When my son was a baby, he loved to be held, just like most babies. He was my miracle baby after waiting a long time to become a mom, and I just loved snuggling him. People often expect babies to be held a lot.
When my son was a toddler, I was at a story time at the library and a few moms were talking about nap time being their free time. I mentioned that I was still holding my son for naps. He wouldn’t sleep if I put him down during the day, and it was important to me that he got the sleep he needed.
“He is attached to you all day?” one mom asked in disbelief.
Yes. At that age, my son was basically glued to my side.
I guess it shouldn’t be a surprise that my son took longer than most kids to sleep through the night. It was really after age two that we could really depend on him sleeping through the night on a regular basis. This was a far cry from the parents who had told me that their child started sleeping through the night at three months old, or even six months old.
He wasn’t getting up hungry or needing a diaper.
He just needed some cuddles to get back to sleep.
I heard lots of advice and opinions from other parents.
“You have to sleep train! If you don’t, he’ll never sleep through the night.”
“He’s going to be fine if he cries it out!”
“When you hold him until he falls asleep, he expects you to be there when he wakes up. No wonder he is looking for your in the middle of the night.”
“Don’t pick him up if he is crying in the middle of the night. Just go in his room and talk to him.”
A friend shared how she had to let her daughter cry for about 40 minutes each night to sleep train her.
None of this felt comfortable to me. My son was (and still is) a cuddler who needed his mama.
Maybe things would have been easier for me earlier on if I started insisting my son nap on his own at an early age. Think of all the things I could have gotten done during his nap time while he was sleeping during the day. It would have saved me from having such a long to-do list at night after he went to bed (when I didn’t even know how much time I had until he’d be awake again).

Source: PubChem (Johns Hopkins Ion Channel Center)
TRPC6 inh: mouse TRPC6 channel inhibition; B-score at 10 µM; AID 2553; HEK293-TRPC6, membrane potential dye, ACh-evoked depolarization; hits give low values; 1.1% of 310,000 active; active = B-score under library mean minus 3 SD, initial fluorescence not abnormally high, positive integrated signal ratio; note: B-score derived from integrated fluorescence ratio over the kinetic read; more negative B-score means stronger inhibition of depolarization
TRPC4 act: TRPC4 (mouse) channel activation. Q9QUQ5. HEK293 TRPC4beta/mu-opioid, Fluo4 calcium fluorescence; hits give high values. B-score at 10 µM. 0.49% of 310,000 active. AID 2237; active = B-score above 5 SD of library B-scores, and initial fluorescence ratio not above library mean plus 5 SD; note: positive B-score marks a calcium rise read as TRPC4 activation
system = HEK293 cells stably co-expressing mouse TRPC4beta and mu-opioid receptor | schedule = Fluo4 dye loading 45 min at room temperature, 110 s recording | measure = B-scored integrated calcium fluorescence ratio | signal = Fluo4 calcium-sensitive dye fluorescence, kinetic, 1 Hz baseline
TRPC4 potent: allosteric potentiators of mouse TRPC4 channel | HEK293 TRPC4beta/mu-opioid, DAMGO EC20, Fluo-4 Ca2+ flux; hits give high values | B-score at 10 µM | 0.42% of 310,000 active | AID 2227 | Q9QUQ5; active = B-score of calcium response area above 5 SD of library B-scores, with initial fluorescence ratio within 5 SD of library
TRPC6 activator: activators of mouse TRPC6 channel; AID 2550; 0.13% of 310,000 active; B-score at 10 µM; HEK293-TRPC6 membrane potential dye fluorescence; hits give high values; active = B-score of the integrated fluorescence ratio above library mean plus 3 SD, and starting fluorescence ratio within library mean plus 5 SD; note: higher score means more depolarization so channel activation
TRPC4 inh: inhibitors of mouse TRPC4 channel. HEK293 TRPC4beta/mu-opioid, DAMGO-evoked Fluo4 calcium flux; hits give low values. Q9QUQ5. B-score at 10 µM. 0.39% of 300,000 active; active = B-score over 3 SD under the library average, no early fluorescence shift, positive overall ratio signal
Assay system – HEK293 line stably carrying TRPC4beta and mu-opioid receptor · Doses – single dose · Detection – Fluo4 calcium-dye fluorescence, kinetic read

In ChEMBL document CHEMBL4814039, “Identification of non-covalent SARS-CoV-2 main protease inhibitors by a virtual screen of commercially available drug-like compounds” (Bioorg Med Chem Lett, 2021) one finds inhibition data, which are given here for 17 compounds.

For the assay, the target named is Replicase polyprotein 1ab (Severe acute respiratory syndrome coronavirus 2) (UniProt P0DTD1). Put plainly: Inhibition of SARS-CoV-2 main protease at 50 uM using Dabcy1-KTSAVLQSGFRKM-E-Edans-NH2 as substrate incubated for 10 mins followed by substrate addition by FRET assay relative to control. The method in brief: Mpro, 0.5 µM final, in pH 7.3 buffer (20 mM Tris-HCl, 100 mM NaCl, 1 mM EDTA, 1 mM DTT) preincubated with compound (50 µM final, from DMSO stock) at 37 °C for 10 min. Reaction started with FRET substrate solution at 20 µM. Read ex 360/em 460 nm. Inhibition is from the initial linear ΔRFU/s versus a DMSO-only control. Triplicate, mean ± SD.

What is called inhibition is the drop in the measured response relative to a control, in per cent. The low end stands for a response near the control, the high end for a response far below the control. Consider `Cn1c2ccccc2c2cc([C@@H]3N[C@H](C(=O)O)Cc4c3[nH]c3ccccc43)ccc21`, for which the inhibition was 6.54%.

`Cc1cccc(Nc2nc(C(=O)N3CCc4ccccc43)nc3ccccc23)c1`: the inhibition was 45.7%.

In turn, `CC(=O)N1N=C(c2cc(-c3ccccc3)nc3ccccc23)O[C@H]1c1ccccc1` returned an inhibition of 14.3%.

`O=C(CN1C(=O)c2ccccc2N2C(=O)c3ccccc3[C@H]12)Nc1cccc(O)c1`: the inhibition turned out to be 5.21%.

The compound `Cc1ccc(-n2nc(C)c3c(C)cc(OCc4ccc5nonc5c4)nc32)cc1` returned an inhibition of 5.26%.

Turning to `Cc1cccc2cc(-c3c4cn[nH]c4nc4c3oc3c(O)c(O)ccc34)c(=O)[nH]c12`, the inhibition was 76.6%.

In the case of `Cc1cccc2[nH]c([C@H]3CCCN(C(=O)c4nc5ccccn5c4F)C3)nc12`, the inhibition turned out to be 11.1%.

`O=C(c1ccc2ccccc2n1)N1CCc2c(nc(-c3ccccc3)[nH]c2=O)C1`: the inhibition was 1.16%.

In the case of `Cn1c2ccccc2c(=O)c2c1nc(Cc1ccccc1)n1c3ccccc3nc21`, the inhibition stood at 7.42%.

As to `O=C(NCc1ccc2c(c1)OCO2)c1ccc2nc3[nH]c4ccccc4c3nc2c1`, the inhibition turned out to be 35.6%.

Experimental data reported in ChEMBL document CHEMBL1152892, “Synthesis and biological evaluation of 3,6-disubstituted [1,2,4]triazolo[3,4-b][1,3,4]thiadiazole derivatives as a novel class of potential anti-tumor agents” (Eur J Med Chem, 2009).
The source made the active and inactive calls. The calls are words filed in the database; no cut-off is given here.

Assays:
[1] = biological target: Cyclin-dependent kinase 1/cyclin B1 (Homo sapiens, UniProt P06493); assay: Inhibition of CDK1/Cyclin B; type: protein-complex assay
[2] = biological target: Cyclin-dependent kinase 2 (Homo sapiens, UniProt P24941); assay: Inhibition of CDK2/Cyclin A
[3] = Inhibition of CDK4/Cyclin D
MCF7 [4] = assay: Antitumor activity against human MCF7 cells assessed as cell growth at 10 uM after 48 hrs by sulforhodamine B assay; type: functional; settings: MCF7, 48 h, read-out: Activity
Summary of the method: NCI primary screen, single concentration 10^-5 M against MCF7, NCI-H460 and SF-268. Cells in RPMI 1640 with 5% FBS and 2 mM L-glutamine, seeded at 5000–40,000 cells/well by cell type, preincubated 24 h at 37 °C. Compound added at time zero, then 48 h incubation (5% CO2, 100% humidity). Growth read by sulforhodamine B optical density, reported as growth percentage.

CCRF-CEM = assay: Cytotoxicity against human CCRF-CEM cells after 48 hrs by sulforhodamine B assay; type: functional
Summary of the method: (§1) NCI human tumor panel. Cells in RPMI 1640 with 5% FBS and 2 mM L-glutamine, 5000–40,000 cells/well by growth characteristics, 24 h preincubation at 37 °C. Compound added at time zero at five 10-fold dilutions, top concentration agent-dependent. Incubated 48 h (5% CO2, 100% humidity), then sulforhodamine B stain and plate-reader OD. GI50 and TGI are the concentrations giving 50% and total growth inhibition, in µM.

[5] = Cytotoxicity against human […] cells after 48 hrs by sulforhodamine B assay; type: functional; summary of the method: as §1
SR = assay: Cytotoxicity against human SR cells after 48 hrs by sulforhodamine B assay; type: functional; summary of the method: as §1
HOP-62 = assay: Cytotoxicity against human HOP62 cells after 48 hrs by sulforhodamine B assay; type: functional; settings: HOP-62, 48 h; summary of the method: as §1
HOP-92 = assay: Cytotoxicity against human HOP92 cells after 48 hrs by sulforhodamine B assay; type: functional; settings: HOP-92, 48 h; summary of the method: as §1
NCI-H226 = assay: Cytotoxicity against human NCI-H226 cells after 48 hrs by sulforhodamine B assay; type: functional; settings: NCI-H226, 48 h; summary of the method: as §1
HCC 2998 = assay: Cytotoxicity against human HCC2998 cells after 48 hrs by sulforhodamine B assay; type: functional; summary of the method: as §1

Certainly, if I had decided to do sleep training, I would have gotten a lot more sleep at night time rather than being woken up in the middle of the night by a toddler who needed his mom.
But do you know what?
Eventually, even though I “spoiled” my son by snuggling him, he grew more independent in his sleeping habits.
It was around 22 months old that I couldn’t hold him for his entire nap anymore. My shoulders were starting to ache. So we’d snuggle before his nap, and he’d fall asleep in my arms, then I’d put him down.
For a while, he’d get up and need comfort sometimes. But eventually, after age two, he got the hang of napping on his own most days.
Suddenly I had time to do stuff during the day.
I could fold laundry without a toddler wanting to help.
I could work on a grocery list.
I could do the dishes.
I still had stuff to do at night after he went to bed, but I was able to get some stuff done during the day to make my nights a bit easier.
And the toddler who was not sleeping through the night when the world told me he should be?
When we moved him to his big boy bed around age two and a half, we developed a routine where we’d read stories and I or his dad would snuggle him until he fell asleep.
He easily sleeps through the night now. It’s extremely rare for him to wake up. We can count on him sleeping a solid 10 hours.
To the world, it might have seemed like I was trying to keep my son little forever. Certainly, I was “spoiling” him with all the cuddles and snuggles.
But he grew up anyway.
If you are a mom who cuddles her baby or toddler too much according to some people, know that you aren’t harming your child. You aren’t preventing them from growing up.
The day is coming when they will nap on their own or grow out of needing naps at all.
The night is coming when they will sleep all night reliably without waking up for midnight cuddles.
One day you’ll find yourself missing all those cuddles. So treasure the gift they are while you still have them.